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Carrie in Polar Projections: Carrie On

A Parallel Planets piece by KB


Parallel Planets presents Carrie 
in Polar Projections: Carrie On
Film Review by KB Meniado

Mentioned: film remakes, well-done teenage angst, and supernaturals

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If you thought the classic Mean Girls was the first to preach about how nothing ever good comes out of bullying, why, you haven’t seen Carrie yet.

A teen horror story by Stephen King about a bullied high school girl with supernatural powers and a religious fanatic of a mom, you will witness in the film adaptations how true vengeance is served. It doesn't really matter which version, be that the daring 1976 original or the enjoyable 2013 re-imagining, because this coming-of-age tale is as good as it is on print and on the silver screen.

Made up of both exciting and anxiety-inducing scenes, here are 10 things you should look out for in the movies:

1. Nudity

1976 Carrie: Less than five minutes into the film, you will see a couple of nekkid girls prancing around the locker room as Carrie (played by Sissy Spacek) takes a pretty steamy shower. Excitement!

2013 Carrie: While Carrie (this time played by Chloe Grace Moretz) retains the sexy shower tiemz, there is less flesh. Is it because they had lingerie sponsorship or were they afraid of being accused of objectifying women? A little bit of anxiety!





2. Bullying

1976 Carrie: A group of snotty girls led by Chris Hargensen (played by Nancy Allen) in hipstery outfits plans an evil scheme against an outcast girl… can that get any more teenage? Excitement!

2013 Carrie: A poor imitation of Regina George in Portia Doubleday’s Chris, it does not have the right amount of “eviroble,” a made-up word from evil and adorable. Anxiety!





3. The Vandal

1976 Carrie: “Carrie White Eats Shit!” Anxiety!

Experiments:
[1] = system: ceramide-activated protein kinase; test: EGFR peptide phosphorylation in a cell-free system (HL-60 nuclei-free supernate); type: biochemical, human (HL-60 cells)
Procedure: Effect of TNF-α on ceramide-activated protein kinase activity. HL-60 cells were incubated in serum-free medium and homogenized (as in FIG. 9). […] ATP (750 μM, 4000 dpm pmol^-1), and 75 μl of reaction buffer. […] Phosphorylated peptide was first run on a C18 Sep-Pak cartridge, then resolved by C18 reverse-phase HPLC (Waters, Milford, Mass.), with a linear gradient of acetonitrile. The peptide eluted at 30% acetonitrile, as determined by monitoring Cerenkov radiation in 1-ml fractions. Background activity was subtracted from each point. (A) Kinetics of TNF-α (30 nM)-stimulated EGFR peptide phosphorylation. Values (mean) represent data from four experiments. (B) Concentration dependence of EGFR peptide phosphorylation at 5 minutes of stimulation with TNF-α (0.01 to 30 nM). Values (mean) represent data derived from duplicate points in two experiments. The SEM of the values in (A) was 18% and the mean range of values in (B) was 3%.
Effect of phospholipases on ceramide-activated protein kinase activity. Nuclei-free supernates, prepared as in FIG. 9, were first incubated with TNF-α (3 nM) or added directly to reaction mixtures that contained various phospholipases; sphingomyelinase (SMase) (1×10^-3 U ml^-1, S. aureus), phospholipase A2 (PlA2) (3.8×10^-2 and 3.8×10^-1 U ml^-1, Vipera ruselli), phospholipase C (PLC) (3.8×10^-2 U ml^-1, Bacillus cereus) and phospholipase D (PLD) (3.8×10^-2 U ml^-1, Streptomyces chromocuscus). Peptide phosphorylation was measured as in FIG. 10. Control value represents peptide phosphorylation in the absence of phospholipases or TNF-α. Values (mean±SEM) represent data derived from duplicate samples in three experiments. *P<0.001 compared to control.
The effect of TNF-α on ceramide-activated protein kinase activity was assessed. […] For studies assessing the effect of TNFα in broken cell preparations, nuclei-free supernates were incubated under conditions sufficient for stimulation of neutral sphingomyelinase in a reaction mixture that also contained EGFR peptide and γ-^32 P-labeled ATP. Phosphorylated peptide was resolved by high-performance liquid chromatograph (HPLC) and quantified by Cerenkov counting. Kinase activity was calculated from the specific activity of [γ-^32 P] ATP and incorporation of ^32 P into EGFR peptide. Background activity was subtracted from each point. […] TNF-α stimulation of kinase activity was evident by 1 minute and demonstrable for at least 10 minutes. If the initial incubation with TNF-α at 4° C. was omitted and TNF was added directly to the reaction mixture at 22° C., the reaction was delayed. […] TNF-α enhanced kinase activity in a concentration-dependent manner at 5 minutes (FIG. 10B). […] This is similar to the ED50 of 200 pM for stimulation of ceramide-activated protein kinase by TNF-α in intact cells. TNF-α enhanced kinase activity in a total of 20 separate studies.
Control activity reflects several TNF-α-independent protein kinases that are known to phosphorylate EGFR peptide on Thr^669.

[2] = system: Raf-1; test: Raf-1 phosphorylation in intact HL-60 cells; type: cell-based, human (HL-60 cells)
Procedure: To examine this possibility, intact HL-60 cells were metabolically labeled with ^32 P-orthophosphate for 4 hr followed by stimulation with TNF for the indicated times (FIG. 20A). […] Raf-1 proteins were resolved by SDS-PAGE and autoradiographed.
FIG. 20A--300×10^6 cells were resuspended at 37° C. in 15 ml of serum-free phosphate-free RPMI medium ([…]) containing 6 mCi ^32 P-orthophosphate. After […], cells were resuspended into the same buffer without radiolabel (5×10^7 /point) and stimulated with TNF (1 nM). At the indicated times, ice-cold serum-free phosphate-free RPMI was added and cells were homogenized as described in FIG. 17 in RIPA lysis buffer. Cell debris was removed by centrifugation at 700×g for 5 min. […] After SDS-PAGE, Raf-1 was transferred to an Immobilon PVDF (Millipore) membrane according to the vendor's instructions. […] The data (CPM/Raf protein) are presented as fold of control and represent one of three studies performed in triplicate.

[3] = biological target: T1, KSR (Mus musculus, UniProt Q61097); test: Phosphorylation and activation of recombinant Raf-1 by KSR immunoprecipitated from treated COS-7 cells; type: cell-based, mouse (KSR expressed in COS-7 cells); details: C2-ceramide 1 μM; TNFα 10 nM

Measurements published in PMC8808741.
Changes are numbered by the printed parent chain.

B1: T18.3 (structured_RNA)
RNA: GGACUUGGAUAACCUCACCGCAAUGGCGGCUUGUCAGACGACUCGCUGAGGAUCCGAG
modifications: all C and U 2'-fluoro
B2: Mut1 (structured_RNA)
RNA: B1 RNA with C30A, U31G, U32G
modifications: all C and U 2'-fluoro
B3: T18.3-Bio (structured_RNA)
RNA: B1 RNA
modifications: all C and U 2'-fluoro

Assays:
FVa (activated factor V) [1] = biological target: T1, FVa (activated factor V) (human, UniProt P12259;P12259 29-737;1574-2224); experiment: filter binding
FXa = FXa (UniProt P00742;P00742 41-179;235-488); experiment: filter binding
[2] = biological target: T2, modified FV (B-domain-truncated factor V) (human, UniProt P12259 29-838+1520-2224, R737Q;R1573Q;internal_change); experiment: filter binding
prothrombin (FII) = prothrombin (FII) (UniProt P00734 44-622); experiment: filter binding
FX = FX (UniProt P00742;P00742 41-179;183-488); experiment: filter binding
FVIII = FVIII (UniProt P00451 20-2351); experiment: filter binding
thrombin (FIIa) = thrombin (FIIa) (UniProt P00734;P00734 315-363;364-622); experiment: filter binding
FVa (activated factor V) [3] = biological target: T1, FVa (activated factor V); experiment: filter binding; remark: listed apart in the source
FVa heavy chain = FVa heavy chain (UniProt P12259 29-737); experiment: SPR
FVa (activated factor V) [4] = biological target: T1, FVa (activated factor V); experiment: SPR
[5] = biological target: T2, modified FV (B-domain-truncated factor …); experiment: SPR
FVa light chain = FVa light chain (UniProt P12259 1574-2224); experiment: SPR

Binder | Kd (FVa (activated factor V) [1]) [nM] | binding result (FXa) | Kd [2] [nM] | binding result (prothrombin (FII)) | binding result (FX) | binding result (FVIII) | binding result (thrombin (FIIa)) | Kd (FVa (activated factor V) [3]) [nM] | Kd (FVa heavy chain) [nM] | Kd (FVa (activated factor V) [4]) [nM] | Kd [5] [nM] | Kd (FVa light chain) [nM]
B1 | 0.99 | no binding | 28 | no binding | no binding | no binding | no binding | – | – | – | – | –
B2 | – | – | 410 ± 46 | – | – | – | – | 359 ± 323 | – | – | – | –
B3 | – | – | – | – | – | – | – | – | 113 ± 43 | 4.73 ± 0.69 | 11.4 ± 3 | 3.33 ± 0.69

2013 Carrie: “Carrie White Eats Shit!” Still anxiety!





4. The Gym Teacher

1976 Carrie: Ms. Collins (Betty Buckley), Carrie’s gym teacher, has such a great heart (and perm). Excitement!

2013 Carrie: The fantastic Judy Greer was underutilized. Anxiety!





5. Margaret White, the Crazy (over Jesus) Momma

1976 Carrie: There is a borderline between devotion and misplaced fanaticism and the Margaret White (Piper Laurie) in this version nails it. You wouldn't wish to be living under her roof! Excitement!

2013 Carrie: Juliane Moore is equally amazing, especially in the scene where she gives birth to Carrie by herself. Excitement + Anxiety!





6. The Prayer Cupboard

1976 Carrie: Whether you’re a devout Christian or not, you will definitely freak inside the prayer cupboard room where Carrie gets sent to when her momma gets angry with her. Anxiety!

2013 Carrie: It might be roomier but still creepy! Anxiety!

7. The Supernatural Power

1976 Carrie: While Carrie does research on her supernatural powers, she is not able to fully understand its depths. Anxiety!

2013 Carrie: Meanwhile, Carrie is very much aware of the strength of her power, using it against her own crazy momma! Double anxiety! (Because thou shall never hurt your parents.)

8. Tommy Ross

1976 Carrie: His hair will be enough to give you anxiety.

2013 Carrie: Ansel Elgort plays the role. The verdict is a given.






9. The Prom Dress

1976 Carrie: Like her mother, Carrie has flair in making dresses. She makes a low-cut pink one for the prom that she got invited to. Her mother detests it, saying how it shows her “dirty pillows.” Excitement for Carrie; anxiety for Margaret.

2013 Carrie: Some have argued that Chloe Grace Moretz is too pretty to play Carrie, but her pink dress to the prom did not give her justice (Tommy looked fine in his white tuxedo, though). Anxiety!




10. Carrie

1976 Carrie: It is like Carrie White was made for Sissy Spacek. Excitement!

2013 Carrie: Forget those know-it-alls – Chloe Grace Moretz was likewise perfect as Carrie White. Acted like a spot-on Cady Heron!






Bonus! While some critics are dead set on being faithful fans to the original Carrie, it is worth noting that the 2013 version provides a clearer narrative, just like in the book. Now, Carrie on!


Polar Projections is a monthly series where we dissect two films, one being the original and the other being a remake, and find out if nothing really beats the original.


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